5. However, we wish to first outline three critical areas which we believe will be crucial to the success of the new entity: firstly, that the new entity have separate administrative and executive functions (and be supported by non-civil service staff); secondly, that the Broadcasting and Telecommunications Ordinances now be aligned to the maximum extent possible; and thirdly, that the Government present substantially more details to the public and industry on the staffing and operation of the CA.

Structure and composition of the Communications Authority

6. The Chamber believes that the current model of the CA as proposed by the Government needs to be further refined.

7. To promulgate the CA's work, help it make effective regulatory decisions, enhance transparency and ensure best practice, we support the establishment of a governing body for the unified regulator as proposed by the Government. We also agree that the CA, like the TA and BA (one a statutory authority and the other a public officer), requires the assistance of a significant bureaucracy. However, we believe such a secretariat should be a non-civil service body, as opposed to a government department as proposed in the Consultation Paper.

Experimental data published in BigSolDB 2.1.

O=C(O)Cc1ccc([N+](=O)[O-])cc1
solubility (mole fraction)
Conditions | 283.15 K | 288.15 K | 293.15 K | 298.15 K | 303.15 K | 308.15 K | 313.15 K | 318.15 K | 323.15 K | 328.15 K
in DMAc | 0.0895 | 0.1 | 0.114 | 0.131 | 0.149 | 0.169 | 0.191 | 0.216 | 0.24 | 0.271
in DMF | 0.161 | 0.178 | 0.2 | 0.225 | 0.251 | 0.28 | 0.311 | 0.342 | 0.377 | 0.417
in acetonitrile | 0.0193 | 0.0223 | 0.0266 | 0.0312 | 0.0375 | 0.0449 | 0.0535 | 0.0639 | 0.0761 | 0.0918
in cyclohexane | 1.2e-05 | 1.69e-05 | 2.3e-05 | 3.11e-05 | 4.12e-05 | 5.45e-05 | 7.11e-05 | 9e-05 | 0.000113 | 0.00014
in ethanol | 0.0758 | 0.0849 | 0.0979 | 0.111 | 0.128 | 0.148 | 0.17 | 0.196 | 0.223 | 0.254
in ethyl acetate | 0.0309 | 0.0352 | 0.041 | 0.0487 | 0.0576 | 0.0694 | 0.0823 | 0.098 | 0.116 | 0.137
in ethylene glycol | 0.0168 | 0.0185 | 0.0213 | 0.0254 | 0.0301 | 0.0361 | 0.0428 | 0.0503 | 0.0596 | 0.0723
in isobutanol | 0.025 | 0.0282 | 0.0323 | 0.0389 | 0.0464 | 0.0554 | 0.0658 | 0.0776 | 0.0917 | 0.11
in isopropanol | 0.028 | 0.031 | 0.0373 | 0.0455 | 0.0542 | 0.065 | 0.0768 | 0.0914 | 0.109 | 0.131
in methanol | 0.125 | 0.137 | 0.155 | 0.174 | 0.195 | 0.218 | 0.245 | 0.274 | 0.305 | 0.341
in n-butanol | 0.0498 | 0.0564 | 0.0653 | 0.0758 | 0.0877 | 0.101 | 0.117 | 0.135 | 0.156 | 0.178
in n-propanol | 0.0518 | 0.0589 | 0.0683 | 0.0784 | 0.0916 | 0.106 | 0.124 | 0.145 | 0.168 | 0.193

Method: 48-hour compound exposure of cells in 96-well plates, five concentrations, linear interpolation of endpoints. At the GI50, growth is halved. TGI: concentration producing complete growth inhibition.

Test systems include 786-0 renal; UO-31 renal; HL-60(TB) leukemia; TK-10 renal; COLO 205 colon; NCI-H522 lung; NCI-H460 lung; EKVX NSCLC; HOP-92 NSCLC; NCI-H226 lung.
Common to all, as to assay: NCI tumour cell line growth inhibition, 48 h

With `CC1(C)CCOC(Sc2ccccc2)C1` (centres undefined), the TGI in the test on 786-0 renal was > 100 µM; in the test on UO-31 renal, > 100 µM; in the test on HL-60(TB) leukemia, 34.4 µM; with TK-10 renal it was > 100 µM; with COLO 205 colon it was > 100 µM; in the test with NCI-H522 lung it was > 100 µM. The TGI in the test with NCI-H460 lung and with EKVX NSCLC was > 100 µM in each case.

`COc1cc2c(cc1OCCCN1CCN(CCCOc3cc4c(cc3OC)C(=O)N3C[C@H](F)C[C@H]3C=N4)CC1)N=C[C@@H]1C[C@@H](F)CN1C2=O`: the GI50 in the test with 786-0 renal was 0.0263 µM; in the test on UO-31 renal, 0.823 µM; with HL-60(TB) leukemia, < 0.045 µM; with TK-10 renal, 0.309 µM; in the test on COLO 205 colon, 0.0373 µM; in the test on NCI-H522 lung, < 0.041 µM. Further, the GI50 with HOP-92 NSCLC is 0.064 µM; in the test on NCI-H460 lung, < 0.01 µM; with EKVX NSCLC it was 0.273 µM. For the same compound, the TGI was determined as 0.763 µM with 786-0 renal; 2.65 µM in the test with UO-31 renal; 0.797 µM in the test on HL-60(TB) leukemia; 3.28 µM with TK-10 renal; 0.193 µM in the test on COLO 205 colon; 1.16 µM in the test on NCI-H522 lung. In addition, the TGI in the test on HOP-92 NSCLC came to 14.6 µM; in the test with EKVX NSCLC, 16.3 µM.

8. A non-civil service secretariat answering to the CA itself would best separate the CA from the Government and emphasize its role as an independent agency.
· The current TA & BA structures are very bureaucratic, process driven and hierarchical, and the proposed merger of the two organisations will only entrench this legacy.
· Te new model must promote collegiate decision-making. To that end it is important that the CA and government officials are organisationally and functionally separated so that the CA does not become a rubber stamp for bureaucratic decisions.